Some Jobless Workers Should Amend Their Tax Returns After Unemployment Tax Break
by Maurie Backman | Updated July 25, 2021 - First published on April 12, 2021
Though the IRS will adjust already-filed tax returns to account for the new unemployment tax break, some filers may want to amend their returns anyway.
The $1.9 trillion American Rescue Plan came with a host of provisions to provide aid for the public during the pandemic, including a round of $1,400 stimulus checks. The relief package also did a few good things for workers on unemployment. Not only did it boost jobless benefits by $300 a week through early September, but it also allowed for $10,200 of unemployment income to be collected tax free.
Normally, unemployment benefits are taxable at the federal level. But this year, a number of Americans may be entitled to a tax refund on their 2020 returns due to the recent change.
However, the American Rescue Plan was signed into law after the IRS opened the 2021 tax season, so many people filed their taxes before learning about the tax break. The good news is that these filers don't have to submit an amended tax return -- the IRS will adjust returns accordingly so those entitled to that tax break get it. But some filers in this situation may want to amend their returns nevertheless.
Why it could pay to amend last year's tax return
Amending a tax return is yet another step that many people would rather not spend time on. But if you're entitled to a break on $10,200 of unemployment income from 2020, it could pay to amend last year's taxes -- even though the IRS can adjust your return for you.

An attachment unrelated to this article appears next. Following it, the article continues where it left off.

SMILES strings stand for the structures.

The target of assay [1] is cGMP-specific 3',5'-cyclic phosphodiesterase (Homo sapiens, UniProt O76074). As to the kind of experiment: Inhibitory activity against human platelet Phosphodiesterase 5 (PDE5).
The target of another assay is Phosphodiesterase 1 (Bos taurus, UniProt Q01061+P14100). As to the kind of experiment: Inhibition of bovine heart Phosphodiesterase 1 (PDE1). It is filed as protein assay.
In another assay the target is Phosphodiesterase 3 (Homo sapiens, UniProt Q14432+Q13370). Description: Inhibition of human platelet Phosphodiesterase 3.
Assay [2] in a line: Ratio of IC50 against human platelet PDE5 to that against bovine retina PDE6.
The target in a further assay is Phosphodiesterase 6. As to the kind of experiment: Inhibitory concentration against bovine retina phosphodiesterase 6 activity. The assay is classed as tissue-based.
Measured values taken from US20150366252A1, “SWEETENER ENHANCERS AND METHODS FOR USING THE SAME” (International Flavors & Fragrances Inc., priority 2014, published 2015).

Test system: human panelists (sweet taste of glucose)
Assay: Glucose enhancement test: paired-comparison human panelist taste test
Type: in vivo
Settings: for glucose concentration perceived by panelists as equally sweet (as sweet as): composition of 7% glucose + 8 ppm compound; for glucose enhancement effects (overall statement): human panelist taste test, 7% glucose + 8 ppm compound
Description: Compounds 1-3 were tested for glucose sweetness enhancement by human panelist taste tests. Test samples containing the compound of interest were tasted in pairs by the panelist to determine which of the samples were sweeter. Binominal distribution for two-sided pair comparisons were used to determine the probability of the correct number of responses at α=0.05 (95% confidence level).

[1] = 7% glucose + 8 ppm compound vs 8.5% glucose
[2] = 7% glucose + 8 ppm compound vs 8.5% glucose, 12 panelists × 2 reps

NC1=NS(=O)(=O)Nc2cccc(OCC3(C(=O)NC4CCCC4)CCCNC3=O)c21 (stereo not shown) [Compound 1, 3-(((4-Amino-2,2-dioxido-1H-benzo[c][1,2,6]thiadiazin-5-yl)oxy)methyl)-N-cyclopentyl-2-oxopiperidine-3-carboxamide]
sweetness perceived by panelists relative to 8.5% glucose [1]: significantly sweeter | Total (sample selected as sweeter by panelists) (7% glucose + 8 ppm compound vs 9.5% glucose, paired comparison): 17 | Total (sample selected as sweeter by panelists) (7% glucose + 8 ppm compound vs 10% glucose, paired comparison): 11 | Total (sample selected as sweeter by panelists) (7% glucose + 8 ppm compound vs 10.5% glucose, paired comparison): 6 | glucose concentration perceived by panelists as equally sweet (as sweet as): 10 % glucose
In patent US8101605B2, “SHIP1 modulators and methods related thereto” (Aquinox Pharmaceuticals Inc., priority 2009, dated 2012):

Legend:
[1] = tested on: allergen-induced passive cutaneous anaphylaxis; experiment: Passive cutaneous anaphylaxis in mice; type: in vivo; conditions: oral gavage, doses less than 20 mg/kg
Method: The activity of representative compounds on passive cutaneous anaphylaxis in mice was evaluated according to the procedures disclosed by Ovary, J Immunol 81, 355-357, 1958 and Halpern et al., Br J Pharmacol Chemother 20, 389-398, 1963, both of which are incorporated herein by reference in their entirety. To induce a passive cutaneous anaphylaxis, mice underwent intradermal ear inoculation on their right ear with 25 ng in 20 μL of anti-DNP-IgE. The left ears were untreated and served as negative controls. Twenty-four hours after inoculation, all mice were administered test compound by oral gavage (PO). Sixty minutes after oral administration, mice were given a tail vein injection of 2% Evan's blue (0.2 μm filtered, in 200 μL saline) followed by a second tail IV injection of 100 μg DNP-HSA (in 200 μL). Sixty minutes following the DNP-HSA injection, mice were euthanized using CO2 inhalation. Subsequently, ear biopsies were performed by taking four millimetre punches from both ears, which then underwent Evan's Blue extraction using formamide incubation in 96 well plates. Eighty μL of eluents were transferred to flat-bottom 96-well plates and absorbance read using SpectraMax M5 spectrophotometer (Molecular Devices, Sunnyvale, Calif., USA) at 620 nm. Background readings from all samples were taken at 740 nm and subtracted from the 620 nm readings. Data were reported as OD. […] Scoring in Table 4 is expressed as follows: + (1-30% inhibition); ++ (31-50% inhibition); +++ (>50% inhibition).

The reason? Depending on your 2020 wages, not counting $10,200 of unemployment income toward last year's earnings could bump you into a category where you're eligible for certain lucrative tax breaks that the IRS won't give you automatically.
For example, the Earned Income Tax Credit (EITC) is available to low-wage filers. If you're married with three or more children, you can qualify for the EITC on your 2020 tax return if your income doesn't exceed $56,844. (The maximum for those filing as single is $50,594.)
Now, say you earned $50,000 through your job before getting laid off, and then you earned another $10,200 in unemployment benefits. Your total income -- $60,200 -- would normally put you over the limit for the EITC. But now that your $10,200 in unemployment benefits doesn't count as income for tax purposes, you're below the $56,844 threshold -- in which case it would pay to claim the EITC on your taxes.
The point? If you filed your 2020 return before accounting for a tax break on your first $10,200 of unemployment income, it could be worth amending that return. And if you're not sure what to do, speak to a tax professional. You might pay a modest fee to have someone review your return and advise you on what to do, but the payoff could be more than worth it. The EITC, for example, is worth up to $6,660 for the 2020 tax year if you have three or more children. So spending, say, $200 to work with a tax professional to get your return amended would still leave you with a nice profit.
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